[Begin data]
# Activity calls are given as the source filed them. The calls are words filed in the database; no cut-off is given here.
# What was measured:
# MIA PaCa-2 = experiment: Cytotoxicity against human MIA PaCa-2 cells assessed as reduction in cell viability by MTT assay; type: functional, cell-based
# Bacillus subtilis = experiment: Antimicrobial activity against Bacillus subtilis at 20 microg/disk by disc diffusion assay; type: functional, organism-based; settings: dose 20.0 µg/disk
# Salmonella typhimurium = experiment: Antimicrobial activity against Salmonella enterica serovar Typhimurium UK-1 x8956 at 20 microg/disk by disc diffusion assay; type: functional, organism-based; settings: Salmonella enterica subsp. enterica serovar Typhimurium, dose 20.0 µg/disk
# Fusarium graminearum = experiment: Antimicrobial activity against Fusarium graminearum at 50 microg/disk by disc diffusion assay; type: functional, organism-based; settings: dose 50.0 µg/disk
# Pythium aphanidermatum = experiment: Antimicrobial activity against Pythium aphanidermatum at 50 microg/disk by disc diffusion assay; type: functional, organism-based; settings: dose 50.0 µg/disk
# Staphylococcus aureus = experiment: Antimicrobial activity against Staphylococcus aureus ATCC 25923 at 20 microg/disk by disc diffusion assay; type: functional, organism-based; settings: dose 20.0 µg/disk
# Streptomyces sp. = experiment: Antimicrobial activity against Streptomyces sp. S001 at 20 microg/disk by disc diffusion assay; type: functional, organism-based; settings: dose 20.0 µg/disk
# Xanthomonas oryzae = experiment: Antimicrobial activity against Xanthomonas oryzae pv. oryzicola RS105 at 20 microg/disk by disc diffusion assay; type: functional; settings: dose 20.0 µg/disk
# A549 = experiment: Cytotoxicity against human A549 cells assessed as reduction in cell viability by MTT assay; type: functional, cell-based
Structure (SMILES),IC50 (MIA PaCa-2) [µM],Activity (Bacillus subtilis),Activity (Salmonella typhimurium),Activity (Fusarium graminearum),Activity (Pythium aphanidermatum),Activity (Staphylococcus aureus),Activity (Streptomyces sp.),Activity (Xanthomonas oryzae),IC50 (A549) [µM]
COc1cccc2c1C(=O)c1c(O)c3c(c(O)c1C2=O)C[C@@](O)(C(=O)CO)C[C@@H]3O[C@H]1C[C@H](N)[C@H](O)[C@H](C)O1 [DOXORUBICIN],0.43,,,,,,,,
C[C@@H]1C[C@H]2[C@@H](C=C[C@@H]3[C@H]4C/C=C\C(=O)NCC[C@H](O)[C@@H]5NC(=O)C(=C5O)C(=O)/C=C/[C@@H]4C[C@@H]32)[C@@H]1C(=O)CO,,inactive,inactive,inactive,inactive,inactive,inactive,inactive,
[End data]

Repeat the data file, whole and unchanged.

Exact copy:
# Activity calls are given as the source filed them. The calls are words filed in the database; no cut-off is given here.
# What was measured:
# MIA PaCa-2 = experiment: Cytotoxicity against human MIA PaCa-2 cells assessed as reduction in cell viability by MTT assay; type: functional, cell-based
# Bacillus subtilis = experiment: Antimicrobial activity against Bacillus subtilis at 20 microg/disk by disc diffusion assay; type: functional, organism-based; settings: dose 20.0 µg/disk
# Salmonella typhimurium = experiment: Antimicrobial activity against Salmonella enterica serovar Typhimurium UK-1 x8956 at 20 microg/disk by disc diffusion assay; type: functional, organism-based; settings: Salmonella enterica subsp. enterica serovar Typhimurium, dose 20.0 µg/disk
# Fusarium graminearum = experiment: Antimicrobial activity against Fusarium graminearum at 50 microg/disk by disc diffusion assay; type: functional, organism-based; settings: dose 50.0 µg/disk
# Pythium aphanidermatum = experiment: Antimicrobial activity against Pythium aphanidermatum at 50 microg/disk by disc diffusion assay; type: functional, organism-based; settings: dose 50.0 µg/disk
# Staphylococcus aureus = experiment: Antimicrobial activity against Staphylococcus aureus ATCC 25923 at 20 microg/disk by disc diffusion assay; type: functional, organism-based; settings: dose 20.0 µg/disk
# Streptomyces sp. = experiment: Antimicrobial activity against Streptomyces sp. S001 at 20 microg/disk by disc diffusion assay; type: functional, organism-based; settings: dose 20.0 µg/disk
# Xanthomonas oryzae = experiment: Antimicrobial activity against Xanthomonas oryzae pv. oryzicola RS105 at 20 microg/disk by disc diffusion assay; type: functional; settings: dose 20.0 µg/disk
# A549 = experiment: Cytotoxicity against human A549 cells assessed as reduction in cell viability by MTT assay; type: functional, cell-based
Structure (SMILES),IC50 (MIA PaCa-2) [µM],Activity (Bacillus subtilis),Activity (Salmonella typhimurium),Activity (Fusarium graminearum),Activity (Pythium aphanidermatum),Activity (Staphylococcus aureus),Activity (Streptomyces sp.),Activity (Xanthomonas oryzae),IC50 (A549) [µM]
COc1cccc2c1C(=O)c1c(O)c3c(c(O)c1C2=O)C[C@@](O)(C(=O)CO)C[C@@H]3O[C@H]1C[C@H](N)[C@H](O)[C@H](C)O1 [DOXORUBICIN],0.43,,,,,,,,
C[C@@H]1C[C@H]2[C@@H](C=C[C@@H]3[C@H]4C/C=C\C(=O)NCC[C@H](O)[C@@H]5NC(=O)C(=C5O)C(=O)/C=C/[C@@H]4C[C@@H]32)[C@@H]1C(=O)CO,,inactive,inactive,inactive,inactive,inactive,inactive,inactive,